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By Marilyn A Roberts

Pete Seeger, the folksinger, once said, "Education is when you read the fine print. Experience is what you get if you don't." Are you experienced? (Apologies to the late Jimi Hendrix.) Have you blithely started knitting without worrying about swatching to determine your gauge? Well, here's the start of your swatching education!

Why Swatch?

If I had a nickel for every knitter who has said, "I know how I knit on worsted weight and I don't bother with making a gauge swatch," I'd quit my day job. Swatching to check your gauge against the specified gauge in the directions is absolutely mandatory, no matter what.

Gauge is critical to the fit of any garment and it provides the following to the knitter:

  • The number of stitches and rows to an inch or four inches, depending upon how the directions are written
  • Experience in knitting a stitch pattern with which the knitter is unfamiliar
  • Experience in blocking a heretofore unknown fiber or blend
  • Other quirks and anomalies that the yarn may present

Make a Swatch

I keep hearing about knitters who, anxious to get started, immediately cast on for their garment and then start measuring about 3 inches into it to see if they've achieved gauge. Horror of horrors! If you're going to spend the time it takes knitting a sweater, you should hold off on the instant gratification and spend a day or two making a gauge swatch.

That's right, I said a day or two. It's little enough time to spend if you really want your end product to come out right. And you do get to work with that new, fabulous yarn right away, even if you're itching to begin the first piece. So let's get started at the real beginning of any knitted garment.

First off, always buy an extra ball for swatching. It's worth the investment and if you run out of yarn for whatever reason, it's insurance. You can certainly knit up a swatch and then rip it out if you need the yarn but doesn't it make more sense to spend a few dollars more and have a swatch you can keep for reference?

There are a number of ways to make a swatch. This is my tried-and-true method and I pass it on happily. My flat-knit swatch consists of 4 rows of garter stitch, the stitch pattern called for, keeping the first and last 4 stitches in garter stitch, and then ending with 4 rows of garter stitch. This will frame the area to be measured and eliminate any curling, if curling edges are a possibility. The number of cast-on stitches depends upon a couple of key factors: the weight of the yarn and if the stitch pattern draws in the fabric either vertically or horizontally - cables or slip stitches, for example. You should add at least 10% more stitches or rows to your swatch if the stitch pattern pulls in either direction. See the table below for yarn weight and suggested minimum number of stitches to cast on and rows to work.

Yarn Weight

Min. Number of Pattern Stitches

Garter Stitches for edge borders

Total Number for Cast On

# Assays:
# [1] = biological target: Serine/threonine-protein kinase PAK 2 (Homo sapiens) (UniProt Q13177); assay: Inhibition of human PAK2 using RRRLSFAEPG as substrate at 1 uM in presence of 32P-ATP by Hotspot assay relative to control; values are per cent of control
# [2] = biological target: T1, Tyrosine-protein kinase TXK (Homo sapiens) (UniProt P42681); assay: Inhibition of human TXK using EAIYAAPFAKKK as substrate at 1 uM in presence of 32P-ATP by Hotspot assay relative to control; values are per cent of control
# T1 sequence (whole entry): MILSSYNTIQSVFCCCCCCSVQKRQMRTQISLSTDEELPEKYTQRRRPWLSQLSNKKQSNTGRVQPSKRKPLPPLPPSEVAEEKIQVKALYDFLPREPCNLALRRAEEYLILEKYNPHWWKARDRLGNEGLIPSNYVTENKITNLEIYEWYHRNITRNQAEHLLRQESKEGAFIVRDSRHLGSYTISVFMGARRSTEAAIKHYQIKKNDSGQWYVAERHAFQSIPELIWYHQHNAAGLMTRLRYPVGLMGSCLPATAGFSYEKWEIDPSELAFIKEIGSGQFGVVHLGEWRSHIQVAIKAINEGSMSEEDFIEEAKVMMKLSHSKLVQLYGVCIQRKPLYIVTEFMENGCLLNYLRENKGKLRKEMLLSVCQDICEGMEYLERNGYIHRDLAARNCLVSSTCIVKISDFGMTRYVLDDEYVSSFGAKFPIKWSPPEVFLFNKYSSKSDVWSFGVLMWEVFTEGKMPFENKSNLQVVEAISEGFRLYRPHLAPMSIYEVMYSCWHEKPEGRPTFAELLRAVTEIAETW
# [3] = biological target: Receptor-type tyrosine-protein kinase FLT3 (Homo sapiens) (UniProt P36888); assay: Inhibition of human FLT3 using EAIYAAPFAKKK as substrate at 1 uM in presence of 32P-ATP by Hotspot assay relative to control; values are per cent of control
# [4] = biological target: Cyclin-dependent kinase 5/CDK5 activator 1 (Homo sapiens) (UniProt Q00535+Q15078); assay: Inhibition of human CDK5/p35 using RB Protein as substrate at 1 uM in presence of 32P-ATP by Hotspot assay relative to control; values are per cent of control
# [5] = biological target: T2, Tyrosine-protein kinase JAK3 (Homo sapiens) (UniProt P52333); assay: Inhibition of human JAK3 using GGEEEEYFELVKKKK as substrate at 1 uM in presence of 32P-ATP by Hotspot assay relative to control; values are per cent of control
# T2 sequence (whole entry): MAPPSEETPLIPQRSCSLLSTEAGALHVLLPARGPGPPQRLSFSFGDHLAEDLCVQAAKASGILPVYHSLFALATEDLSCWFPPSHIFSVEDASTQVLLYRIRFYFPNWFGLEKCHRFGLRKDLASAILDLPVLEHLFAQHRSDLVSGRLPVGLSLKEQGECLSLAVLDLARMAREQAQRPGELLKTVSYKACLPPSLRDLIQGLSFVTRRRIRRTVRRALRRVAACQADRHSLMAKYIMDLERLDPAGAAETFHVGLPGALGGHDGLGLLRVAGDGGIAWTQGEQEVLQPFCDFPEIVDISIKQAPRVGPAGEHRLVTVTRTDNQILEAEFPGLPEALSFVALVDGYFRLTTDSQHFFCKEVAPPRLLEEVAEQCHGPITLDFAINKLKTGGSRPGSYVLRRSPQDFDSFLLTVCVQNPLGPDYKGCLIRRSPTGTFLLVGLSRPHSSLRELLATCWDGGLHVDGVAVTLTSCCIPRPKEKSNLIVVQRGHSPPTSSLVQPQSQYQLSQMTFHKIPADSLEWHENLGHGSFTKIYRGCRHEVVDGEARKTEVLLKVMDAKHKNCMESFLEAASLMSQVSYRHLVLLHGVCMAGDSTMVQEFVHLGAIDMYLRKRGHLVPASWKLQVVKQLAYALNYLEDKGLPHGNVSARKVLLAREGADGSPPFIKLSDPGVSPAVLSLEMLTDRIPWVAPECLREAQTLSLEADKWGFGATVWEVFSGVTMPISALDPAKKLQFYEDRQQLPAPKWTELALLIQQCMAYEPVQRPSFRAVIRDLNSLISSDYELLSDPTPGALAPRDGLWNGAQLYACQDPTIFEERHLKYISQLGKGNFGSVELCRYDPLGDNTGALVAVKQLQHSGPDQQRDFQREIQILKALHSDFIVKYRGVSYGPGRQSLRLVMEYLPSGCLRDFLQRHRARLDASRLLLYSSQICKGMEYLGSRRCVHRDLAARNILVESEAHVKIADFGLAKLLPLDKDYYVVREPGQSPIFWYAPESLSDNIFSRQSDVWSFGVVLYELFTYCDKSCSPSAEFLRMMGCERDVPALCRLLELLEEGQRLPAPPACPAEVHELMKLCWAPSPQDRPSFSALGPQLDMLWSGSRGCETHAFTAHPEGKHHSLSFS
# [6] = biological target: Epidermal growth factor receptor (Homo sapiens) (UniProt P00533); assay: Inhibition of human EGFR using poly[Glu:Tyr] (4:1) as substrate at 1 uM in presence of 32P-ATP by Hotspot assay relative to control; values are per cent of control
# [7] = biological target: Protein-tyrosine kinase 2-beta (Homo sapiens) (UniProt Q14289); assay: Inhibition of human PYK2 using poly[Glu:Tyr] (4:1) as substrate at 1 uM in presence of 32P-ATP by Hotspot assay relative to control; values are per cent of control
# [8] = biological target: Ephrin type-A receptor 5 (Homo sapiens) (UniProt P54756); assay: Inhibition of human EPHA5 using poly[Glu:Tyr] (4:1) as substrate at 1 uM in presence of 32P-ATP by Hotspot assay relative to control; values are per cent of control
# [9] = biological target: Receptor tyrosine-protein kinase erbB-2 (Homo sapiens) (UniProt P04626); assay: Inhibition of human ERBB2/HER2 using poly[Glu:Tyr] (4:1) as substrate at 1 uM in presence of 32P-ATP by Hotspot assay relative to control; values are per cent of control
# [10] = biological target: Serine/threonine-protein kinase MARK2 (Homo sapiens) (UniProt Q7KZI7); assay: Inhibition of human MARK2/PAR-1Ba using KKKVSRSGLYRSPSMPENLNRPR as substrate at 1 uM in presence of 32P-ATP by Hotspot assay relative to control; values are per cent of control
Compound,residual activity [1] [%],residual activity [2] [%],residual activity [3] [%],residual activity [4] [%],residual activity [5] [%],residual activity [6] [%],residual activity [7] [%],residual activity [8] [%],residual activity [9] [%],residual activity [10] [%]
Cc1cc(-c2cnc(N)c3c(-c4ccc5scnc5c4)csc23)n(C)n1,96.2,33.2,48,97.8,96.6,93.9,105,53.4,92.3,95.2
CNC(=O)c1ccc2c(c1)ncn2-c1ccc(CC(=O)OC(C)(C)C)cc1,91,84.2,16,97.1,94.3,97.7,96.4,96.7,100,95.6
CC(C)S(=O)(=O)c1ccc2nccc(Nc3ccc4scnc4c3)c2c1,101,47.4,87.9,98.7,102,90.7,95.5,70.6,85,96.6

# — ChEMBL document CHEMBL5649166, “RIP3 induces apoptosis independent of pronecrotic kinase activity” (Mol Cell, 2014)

Min. Number of Rows incl. 4 rows garter at beg and end


























Super Bulky





As you can see, the figures for the cast-on and the number of rows to knit are based roughly on what the yarn weight in question generally yields for a standard gauge and really represent the bare minimum numbers you will need for an accurate measurement. Remember, the bigger the swatch, the more accurate your gauge will be, so don't hesitate to make it as large as you can. Of course, if you are working a flat swatch in a stitch pattern, you'll want to make sure you include at least 3 patterns repeats AND any additional stitches included at the end of the row.

Now you're asking, "What if I'm knitting in the round? How do I handle the swatch?" You can adapt the flat-knit swatch numbers above for a circular swatch by eliminating the garter stitch edges and knitting the bottom and top edges in garter stitch (that's knit one round, purl one round). OR in the case of Fair Isle, you may want to knit a flat swatch across, eliminate the entire garter border, and then begin the next pattern row and all subsequent rows with the right side facing you, either cutting all colors at the end of the rows or making long strands in the back of the swatch. [Sweaters From Camp, by Meg Swansen, Amy Detjen and Joyce Williams, has the best explanation of Fair Isle swatching that I have ever read.] Whatever method you use, make sure that you do a gauge swatch when you knit circularly - don't presume that the gauge you get when you knit flat normally will be identical to your gauge when you knit in the round, because you'll be wrong.

Wash and Block The Swatch

Yes, you heard me right! You're going to wash and block the swatch BEFORE you measure it, according to the fiber and stitch pattern requirements (see the last issue of Knitty for a great article on blocking). I feel your pain! But unless you know everything there is to know about how your fabric will behave, you're treading on thin ice. Some wools absolutely blossom once washed and blocked. A swatch of cotton, that notoriously stretchy fiber, should be washed and dried in the way the finished garment will be; you will get a more accurate gauge this way.